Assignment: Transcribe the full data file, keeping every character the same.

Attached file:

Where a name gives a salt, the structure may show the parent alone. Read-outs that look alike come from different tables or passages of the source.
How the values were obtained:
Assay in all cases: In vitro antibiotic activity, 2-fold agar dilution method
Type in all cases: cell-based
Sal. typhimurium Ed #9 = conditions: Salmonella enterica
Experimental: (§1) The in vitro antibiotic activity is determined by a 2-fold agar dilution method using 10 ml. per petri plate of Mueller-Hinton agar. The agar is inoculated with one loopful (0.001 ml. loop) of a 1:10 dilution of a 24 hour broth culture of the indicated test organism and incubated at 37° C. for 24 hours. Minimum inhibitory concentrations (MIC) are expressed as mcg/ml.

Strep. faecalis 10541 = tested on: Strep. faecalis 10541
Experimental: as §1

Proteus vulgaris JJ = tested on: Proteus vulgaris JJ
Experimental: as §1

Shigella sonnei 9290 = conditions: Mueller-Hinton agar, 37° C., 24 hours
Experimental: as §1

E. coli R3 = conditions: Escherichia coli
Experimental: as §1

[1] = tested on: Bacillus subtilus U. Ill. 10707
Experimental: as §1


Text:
Where a name gives a salt, the structure may show the parent alone. Read-outs that look alike come from different tables or passages of the source.
How the values were obtained:
Assay in all cases: In vitro antibiotic activity, 2-fold agar dilution method
Type in all cases: cell-based
Sal. typhimurium Ed #9 = conditions: Salmonella enterica
Experimental: (§1) The in vitro antibiotic activity is determined by a 2-fold agar dilution method using 10 ml. per petri plate of Mueller-Hinton agar. The agar is inoculated with one loopful (0.001 ml. loop) of a 1:10 dilution of a 24 hour broth culture of the indicated test organism and incubated at 37° C. for 24 hours. Minimum inhibitory concentrations (MIC) are expressed as mcg/ml.

Strep. faecalis 10541 = tested on: Strep. faecalis 10541
Experimental: as §1

Proteus vulgaris JJ = tested on: Proteus vulgaris JJ
Experimental: as §1

Shigella sonnei 9290 = conditions: Mueller-Hinton agar, 37° C., 24 hours
Experimental: as §1

E. coli R3 = conditions: Escherichia coli
Experimental: as §1

[1] = tested on: Bacillus subtilus U. Ill. 10707
Experimental: as §1